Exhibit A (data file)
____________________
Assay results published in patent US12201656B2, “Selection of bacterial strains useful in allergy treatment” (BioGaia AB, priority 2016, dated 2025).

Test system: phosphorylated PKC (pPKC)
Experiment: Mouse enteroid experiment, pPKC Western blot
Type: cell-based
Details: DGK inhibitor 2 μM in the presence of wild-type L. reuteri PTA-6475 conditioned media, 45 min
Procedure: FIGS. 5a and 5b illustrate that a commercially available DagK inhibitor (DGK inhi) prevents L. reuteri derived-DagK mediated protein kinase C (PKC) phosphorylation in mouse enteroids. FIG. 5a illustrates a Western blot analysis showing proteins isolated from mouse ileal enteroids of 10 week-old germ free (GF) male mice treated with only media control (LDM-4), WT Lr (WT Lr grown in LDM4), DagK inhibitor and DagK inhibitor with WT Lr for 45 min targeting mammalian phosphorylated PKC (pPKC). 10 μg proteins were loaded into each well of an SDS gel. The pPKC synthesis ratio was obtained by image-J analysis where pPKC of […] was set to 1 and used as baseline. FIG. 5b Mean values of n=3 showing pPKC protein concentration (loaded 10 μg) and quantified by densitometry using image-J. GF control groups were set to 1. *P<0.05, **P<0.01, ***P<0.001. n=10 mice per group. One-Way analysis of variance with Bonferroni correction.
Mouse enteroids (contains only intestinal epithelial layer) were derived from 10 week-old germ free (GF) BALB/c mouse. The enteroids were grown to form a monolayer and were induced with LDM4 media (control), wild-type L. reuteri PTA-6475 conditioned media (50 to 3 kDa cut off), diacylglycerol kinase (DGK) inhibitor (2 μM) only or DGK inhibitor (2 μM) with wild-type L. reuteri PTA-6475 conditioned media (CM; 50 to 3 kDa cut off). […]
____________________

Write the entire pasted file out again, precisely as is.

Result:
Assay results published in patent US12201656B2, “Selection of bacterial strains useful in allergy treatment” (BioGaia AB, priority 2016, dated 2025).

Test system: phosphorylated PKC (pPKC)
Experiment: Mouse enteroid experiment, pPKC Western blot
Type: cell-based
Details: DGK inhibitor 2 μM in the presence of wild-type L. reuteri PTA-6475 conditioned media, 45 min
Procedure: FIGS. 5a and 5b illustrate that a commercially available DagK inhibitor (DGK inhi) prevents L. reuteri derived-DagK mediated protein kinase C (PKC) phosphorylation in mouse enteroids. FIG. 5a illustrates a Western blot analysis showing proteins isolated from mouse ileal enteroids of 10 week-old germ free (GF) male mice treated with only media control (LDM-4), WT Lr (WT Lr grown in LDM4), DagK inhibitor and DagK inhibitor with WT Lr for 45 min targeting mammalian phosphorylated PKC (pPKC). 10 μg proteins were loaded into each well of an SDS gel. The pPKC synthesis ratio was obtained by image-J analysis where pPKC of […] was set to 1 and used as baseline. FIG. 5b Mean values of n=3 showing pPKC protein concentration (loaded 10 μg) and quantified by densitometry using image-J. GF control groups were set to 1. *P<0.05, **P<0.01, ***P<0.001. n=10 mice per group. One-Way analysis of variance with Bonferroni correction.
Mouse enteroids (contains only intestinal epithelial layer) were derived from 10 week-old germ free (GF) BALB/c mouse. The enteroids were grown to form a monolayer and were induced with LDM4 media (control), wild-type L. reuteri PTA-6475 conditioned media (50 to 3 kDa cut off), diacylglycerol kinase (DGK) inhibitor (2 μM) only or DGK inhibitor (2 μM) with wild-type L. reuteri PTA-6475 conditioned media (CM; 50 to 3 kDa cut off). […]